Len Rodman, CEO of a $2.4-billion engineering and construction company, discusses how he learned the importance of understanding employee strengths and weaknesses.
Len Rodman, 52
Present life: Chairman, president, and CEO of Black & Veatch, a $2.4-billion engineering and construction company based in Kansas City, Mo.
Former life: Starting at age 16 and continuing through college, Rodman worked at a clothing store in Waukon, Iowa, his hometown. He was originally a floor sweeper but eventually graduated to sales.
Lessons learned: The now- retired owner of the store, Dutch Jacobi, taught Rodman a key management lesson during the 1966 Christmas shopping season. "This one day the store was just packed. Normally, Dutch would be talking to customers, fitting clothes, selling clothes. But on this busy day I noticed that he wasn't out on the floor. Instead he was cuffing pants like mad in the tailoring room," Rodman says.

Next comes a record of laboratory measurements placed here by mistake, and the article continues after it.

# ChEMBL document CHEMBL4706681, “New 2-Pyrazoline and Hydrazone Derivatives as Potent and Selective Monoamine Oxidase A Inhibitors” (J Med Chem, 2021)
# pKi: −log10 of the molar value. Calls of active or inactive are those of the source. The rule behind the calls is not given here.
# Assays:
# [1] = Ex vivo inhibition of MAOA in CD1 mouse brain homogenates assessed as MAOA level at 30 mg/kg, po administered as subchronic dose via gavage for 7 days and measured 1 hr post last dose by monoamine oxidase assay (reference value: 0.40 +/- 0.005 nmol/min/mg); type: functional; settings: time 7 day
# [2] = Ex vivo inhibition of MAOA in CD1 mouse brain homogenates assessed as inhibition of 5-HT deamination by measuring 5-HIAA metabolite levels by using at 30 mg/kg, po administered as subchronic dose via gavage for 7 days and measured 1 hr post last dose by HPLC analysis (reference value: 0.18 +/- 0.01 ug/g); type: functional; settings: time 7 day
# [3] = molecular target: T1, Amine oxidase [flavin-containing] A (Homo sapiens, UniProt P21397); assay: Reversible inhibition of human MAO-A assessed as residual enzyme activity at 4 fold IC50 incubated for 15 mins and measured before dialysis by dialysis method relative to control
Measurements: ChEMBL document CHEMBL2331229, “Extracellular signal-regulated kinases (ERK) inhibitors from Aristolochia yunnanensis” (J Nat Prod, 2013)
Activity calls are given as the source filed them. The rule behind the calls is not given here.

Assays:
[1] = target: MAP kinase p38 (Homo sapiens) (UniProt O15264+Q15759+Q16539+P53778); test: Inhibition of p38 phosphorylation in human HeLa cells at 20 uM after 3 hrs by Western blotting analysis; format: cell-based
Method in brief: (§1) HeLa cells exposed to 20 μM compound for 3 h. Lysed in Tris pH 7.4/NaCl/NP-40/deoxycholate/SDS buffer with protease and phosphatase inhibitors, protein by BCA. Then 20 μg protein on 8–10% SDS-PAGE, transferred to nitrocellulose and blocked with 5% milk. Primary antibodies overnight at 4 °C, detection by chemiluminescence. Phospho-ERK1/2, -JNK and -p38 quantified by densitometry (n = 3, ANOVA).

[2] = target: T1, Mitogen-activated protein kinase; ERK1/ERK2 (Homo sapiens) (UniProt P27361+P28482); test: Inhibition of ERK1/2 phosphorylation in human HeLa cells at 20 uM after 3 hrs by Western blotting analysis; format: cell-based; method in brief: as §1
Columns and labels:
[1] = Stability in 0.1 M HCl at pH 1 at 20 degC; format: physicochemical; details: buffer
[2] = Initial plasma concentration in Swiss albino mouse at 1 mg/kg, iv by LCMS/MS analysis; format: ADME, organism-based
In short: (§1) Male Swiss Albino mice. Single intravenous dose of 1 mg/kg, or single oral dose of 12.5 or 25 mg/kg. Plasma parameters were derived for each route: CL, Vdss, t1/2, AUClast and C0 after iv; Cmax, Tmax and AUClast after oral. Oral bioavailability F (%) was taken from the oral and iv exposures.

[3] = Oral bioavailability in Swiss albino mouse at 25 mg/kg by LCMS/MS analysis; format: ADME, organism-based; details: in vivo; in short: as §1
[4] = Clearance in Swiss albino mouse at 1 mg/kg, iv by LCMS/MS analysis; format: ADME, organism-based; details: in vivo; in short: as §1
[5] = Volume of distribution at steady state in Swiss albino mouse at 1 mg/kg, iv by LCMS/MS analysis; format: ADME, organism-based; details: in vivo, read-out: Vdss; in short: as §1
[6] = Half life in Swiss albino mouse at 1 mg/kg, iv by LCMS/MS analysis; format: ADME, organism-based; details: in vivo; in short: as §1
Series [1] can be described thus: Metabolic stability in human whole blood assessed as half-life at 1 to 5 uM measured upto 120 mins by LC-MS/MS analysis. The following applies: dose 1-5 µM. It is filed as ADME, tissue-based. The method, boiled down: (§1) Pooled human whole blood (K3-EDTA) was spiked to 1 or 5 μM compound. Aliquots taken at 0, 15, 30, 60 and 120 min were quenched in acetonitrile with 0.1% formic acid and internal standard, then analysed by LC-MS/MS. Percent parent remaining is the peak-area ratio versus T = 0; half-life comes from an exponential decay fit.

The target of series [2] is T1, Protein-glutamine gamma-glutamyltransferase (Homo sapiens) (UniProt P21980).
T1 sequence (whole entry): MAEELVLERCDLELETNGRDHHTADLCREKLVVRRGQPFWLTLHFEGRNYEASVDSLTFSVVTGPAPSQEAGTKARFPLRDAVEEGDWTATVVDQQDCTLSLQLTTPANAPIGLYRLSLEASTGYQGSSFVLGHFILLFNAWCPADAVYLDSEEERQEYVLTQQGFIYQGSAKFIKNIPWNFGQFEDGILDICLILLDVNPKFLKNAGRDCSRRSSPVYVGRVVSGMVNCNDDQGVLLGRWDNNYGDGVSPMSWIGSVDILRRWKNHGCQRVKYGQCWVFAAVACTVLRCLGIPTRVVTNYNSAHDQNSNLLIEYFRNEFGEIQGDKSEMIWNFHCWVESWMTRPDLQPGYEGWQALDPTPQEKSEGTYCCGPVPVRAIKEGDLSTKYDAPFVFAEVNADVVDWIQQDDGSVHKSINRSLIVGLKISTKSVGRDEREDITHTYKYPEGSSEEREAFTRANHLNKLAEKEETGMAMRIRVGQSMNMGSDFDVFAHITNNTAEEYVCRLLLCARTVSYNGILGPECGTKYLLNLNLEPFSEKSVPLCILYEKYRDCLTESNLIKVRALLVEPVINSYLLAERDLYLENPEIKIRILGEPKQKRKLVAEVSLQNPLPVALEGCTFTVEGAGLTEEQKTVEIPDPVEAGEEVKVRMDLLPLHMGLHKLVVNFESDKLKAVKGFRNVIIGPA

"The next morning I mentioned that I was surprised at how, during the height of bustle, while every employee was hustling hither and yon to serve customers, he was in the tailor shop. He explained to me that during times of stress, people revert to doing what they're comfortable doing. He knew that most of us could sell clothes in a packed store, but he also knew that no one in the store could cuff or tailor any faster than he could. So for the store to run smoothly under pressure, it was necessary for all workers -- including him -- to simply do whatever they did best.
"From that I learned the importance of understanding employee strengths and weaknesses -- and of knowing that the strengths are what really count during challenging moments.
"A few years ago I had a problem operation on the West Coast. Earnings were minimal, and the individual in charge couldn't sell to high-tier clients.
"So I put someone in whose strength was building relationships. And within a year and a half the region became one of our most profitable. As the operation stabilized, though, his skills became more of a disadvantage. He, of course, liked building rather than maintaining. Now we've got someone with a different skill set running the West Coast operation." --I.M.